When I first started Aunt Beulah with its focus on living well to age well, I fretted about the categories I’d chosen, especially one inelegantly titled, “Do Some Good.” Worried that posts about serving others would seem preachy or self-righteous, I pictured my no-frills great-aunt hooting dismissively as she wiped her hands on her apron front and thought, “The girl should quit writing about good deeds and actually do some.”
I also knew that when I overcome my hesitant, slightly sluggish nature and manage to do something thoughtful for others, I am a happier person.
After weeks of thinking I should visit a neighbor confined to a nursing home — and feeling virtuous for having such a worthy intention — I realized that planning to serve others and not following through was as ridiculous as my junior-high habit of pretending to play my clarinet while parading because I couldn’t tootle and march at the same time.
So I called the home, asked about the best time to visit, and showed up. My neighbor’s openhearted happiness when I entered her room shamed me. Why had I hesitated to do something we both enjoyed so much?
Serving others needn’t be public or epic; we can’t all endow a library or live like Mother Theresa. The small acts of random kindness we read about on bumper stickers can be as gratifying and meaningful as grander gestures.
My dad understood this. He quietly helped those who needed it by giving what he could: his time, his work, his resources. I remember eating Kentucky Fried Chicken in a city park during a family trip when a man with bleary eyes, matted hair, and an unpleasant odor approached us. “I’m hungry,” he said.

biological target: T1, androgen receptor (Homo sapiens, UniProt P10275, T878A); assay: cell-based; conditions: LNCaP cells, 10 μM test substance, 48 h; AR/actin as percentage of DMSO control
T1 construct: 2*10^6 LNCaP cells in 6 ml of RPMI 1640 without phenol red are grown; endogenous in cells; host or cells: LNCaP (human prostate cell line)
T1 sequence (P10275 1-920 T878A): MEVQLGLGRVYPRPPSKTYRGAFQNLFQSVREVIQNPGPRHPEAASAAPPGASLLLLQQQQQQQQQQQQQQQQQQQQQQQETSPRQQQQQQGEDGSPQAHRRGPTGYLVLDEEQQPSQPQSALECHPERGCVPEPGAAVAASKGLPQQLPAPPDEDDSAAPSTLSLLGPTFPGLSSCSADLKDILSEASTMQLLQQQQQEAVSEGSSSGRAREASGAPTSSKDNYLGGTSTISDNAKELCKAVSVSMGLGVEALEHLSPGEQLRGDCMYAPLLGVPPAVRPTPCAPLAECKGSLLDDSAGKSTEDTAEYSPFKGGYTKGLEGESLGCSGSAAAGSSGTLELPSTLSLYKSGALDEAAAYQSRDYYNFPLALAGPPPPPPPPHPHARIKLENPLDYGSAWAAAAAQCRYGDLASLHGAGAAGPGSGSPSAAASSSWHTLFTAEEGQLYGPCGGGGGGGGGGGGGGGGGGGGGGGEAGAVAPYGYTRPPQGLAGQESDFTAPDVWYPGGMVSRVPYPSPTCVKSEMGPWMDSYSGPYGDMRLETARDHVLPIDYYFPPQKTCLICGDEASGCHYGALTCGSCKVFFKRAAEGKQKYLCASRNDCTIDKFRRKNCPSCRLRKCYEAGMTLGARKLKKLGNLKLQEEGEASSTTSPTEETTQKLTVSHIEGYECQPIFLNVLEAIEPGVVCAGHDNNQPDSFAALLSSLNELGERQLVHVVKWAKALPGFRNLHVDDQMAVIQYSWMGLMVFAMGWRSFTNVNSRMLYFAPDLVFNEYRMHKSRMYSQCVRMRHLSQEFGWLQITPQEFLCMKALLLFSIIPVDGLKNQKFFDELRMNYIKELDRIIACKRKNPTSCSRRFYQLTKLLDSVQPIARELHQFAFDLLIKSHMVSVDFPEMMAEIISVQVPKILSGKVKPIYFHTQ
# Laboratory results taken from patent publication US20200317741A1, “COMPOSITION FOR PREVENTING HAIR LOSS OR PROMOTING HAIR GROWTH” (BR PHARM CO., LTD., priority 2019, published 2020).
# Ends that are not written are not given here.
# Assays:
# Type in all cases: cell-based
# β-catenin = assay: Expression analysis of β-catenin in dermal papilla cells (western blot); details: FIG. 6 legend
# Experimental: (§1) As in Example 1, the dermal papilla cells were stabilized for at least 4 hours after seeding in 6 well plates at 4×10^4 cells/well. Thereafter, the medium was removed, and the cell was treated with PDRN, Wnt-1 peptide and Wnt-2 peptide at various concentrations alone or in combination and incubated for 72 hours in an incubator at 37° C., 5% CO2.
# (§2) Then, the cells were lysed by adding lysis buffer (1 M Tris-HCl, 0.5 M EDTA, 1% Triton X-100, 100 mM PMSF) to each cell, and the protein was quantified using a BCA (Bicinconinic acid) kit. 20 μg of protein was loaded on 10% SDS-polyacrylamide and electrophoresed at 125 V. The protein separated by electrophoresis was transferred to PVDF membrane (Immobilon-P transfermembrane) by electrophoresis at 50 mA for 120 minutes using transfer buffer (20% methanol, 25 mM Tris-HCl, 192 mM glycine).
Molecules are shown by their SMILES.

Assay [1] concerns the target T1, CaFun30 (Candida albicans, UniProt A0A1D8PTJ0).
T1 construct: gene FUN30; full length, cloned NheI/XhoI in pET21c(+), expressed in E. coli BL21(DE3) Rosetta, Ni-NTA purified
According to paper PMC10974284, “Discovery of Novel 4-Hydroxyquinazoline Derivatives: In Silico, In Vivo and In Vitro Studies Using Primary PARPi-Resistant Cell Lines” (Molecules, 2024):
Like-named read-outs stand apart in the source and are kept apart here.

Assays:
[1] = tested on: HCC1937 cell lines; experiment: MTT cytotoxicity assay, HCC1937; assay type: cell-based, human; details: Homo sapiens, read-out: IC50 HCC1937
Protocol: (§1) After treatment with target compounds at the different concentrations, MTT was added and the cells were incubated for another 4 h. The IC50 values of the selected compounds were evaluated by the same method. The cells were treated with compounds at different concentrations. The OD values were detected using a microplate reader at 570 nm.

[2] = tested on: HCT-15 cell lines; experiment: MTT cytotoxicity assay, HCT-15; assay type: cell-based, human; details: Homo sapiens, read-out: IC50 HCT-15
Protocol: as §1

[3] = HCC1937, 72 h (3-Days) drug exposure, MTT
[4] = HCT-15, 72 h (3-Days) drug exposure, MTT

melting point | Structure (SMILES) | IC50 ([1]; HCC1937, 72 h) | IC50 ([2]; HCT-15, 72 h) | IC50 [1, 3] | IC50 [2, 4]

To my open-mouthed dismay — I’d been about to help myself to seconds — Dad took the bucket of chicken, loaded in the uneaten fixings, and handed it over along with a folded bill. The man left without comment; I looked pained; Dad finished his plate of food, and Mom smiled at him in that special way she sometimes did.
I also see strangers demonstrate kindness.
In July, I was propping up the toppling daisies in my yard when a large dog ran headlong out of an alley and into a pickup truck before the driver could brake or swerve. The dog yelped and rolled, then tried to get to his feet. The driver stopped, jumped from the truck, and approached the animal as his wife rolled down her window, saying, “Oh, I hope he’s not hurt.”
Speaking quietly and calmly, the young man carefully ran his hands over the animal’s body, then checked the tags on its collar. His wife was on her cell phone calling the owner, when the dog jumped up and took off in a limping run, disappearing around the corner. The last I saw, the dog was trotting along the sidewalk with determination while the truck traveled slowly alongside, watching over him, seeing him home.
The scene could have played out many different ways had not a young couple taken the time to postpone their plans and do some good.